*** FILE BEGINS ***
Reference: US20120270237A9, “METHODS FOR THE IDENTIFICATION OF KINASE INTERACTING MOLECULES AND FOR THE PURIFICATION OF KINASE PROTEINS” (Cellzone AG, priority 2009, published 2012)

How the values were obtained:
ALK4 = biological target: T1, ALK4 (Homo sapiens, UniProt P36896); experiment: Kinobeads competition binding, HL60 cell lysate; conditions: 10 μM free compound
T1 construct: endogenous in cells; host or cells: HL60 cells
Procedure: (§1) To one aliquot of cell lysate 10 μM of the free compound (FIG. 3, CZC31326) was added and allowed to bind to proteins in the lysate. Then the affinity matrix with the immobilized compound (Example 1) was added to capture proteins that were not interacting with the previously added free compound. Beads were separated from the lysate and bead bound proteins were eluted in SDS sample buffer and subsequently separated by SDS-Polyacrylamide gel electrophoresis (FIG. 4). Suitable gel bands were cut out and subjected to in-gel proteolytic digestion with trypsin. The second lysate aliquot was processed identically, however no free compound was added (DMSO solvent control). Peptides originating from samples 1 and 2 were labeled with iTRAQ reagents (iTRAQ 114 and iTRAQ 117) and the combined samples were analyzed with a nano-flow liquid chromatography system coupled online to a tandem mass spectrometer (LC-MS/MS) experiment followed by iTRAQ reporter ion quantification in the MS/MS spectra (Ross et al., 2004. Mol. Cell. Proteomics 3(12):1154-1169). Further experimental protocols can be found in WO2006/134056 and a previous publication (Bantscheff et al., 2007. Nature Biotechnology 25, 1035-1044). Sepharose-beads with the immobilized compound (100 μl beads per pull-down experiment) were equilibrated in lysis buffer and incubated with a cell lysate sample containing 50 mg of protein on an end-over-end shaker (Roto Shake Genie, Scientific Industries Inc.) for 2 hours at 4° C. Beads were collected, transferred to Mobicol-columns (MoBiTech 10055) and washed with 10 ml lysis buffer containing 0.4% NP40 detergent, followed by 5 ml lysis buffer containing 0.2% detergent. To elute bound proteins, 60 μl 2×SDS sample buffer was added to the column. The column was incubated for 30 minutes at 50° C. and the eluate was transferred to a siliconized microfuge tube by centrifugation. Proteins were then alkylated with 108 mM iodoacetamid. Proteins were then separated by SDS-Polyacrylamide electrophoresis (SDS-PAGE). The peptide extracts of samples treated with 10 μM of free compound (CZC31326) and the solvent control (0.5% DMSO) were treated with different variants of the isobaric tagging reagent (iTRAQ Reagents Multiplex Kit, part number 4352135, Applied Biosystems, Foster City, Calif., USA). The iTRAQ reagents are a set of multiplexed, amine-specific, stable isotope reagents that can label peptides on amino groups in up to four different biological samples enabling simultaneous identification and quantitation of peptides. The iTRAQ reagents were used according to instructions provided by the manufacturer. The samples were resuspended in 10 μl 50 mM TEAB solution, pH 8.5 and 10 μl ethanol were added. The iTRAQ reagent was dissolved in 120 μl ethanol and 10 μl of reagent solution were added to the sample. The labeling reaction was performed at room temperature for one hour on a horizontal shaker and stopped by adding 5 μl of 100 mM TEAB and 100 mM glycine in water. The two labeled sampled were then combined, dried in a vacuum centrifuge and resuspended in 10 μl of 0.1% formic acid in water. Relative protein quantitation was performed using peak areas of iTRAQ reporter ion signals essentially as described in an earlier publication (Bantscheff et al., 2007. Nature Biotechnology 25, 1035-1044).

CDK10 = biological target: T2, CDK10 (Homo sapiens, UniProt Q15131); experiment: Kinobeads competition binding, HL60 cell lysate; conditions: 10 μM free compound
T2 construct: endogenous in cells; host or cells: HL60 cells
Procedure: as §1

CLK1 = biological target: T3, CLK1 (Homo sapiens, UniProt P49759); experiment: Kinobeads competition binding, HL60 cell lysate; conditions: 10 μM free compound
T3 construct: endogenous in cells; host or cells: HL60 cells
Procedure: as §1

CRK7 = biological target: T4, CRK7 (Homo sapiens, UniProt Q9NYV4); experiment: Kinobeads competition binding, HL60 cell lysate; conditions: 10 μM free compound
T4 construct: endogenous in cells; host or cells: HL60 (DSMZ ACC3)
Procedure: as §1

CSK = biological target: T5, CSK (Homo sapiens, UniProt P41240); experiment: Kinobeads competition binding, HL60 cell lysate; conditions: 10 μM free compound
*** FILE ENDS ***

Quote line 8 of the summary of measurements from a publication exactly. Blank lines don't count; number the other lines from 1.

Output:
Procedure: as §1